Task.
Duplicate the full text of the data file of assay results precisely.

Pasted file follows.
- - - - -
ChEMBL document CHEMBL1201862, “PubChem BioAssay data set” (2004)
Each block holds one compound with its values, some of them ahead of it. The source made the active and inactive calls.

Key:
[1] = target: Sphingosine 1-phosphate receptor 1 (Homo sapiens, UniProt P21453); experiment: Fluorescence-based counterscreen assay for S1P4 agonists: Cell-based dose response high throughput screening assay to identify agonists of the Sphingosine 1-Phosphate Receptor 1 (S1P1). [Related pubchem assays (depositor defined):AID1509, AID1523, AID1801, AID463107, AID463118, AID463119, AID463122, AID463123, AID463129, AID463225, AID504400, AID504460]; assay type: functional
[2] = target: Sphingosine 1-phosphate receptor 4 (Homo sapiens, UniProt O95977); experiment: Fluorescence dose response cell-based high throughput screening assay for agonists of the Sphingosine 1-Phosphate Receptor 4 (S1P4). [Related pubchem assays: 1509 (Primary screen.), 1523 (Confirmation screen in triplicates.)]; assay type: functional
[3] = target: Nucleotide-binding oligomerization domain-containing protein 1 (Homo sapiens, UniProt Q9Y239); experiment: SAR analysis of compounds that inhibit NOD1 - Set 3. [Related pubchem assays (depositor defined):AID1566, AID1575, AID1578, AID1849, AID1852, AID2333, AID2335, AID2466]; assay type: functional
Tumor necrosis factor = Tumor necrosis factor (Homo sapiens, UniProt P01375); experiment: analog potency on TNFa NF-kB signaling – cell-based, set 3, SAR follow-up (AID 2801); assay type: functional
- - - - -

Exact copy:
ChEMBL document CHEMBL1201862, “PubChem BioAssay data set” (2004)
Each block holds one compound with its values, some of them ahead of it. The source made the active and inactive calls.

Key:
[1] = target: Sphingosine 1-phosphate receptor 1 (Homo sapiens, UniProt P21453); experiment: Fluorescence-based counterscreen assay for S1P4 agonists: Cell-based dose response high throughput screening assay to identify agonists of the Sphingosine 1-Phosphate Receptor 1 (S1P1). [Related pubchem assays (depositor defined):AID1509, AID1523, AID1801, AID463107, AID463118, AID463119, AID463122, AID463123, AID463129, AID463225, AID504400, AID504460]; assay type: functional
[2] = target: Sphingosine 1-phosphate receptor 4 (Homo sapiens, UniProt O95977); experiment: Fluorescence dose response cell-based high throughput screening assay for agonists of the Sphingosine 1-Phosphate Receptor 4 (S1P4). [Related pubchem assays: 1509 (Primary screen.), 1523 (Confirmation screen in triplicates.)]; assay type: functional
[3] = target: Nucleotide-binding oligomerization domain-containing protein 1 (Homo sapiens, UniProt Q9Y239); experiment: SAR analysis of compounds that inhibit NOD1 - Set 3. [Related pubchem assays (depositor defined):AID1566, AID1575, AID1578, AID1849, AID1852, AID2333, AID2335, AID2466]; assay type: functional
Tumor necrosis factor = Tumor necrosis factor (Homo sapiens, UniProt P01375); experiment: analog potency on TNFa NF-kB signaling – cell-based, set 3, SAR follow-up (AID 2801); assay type: functional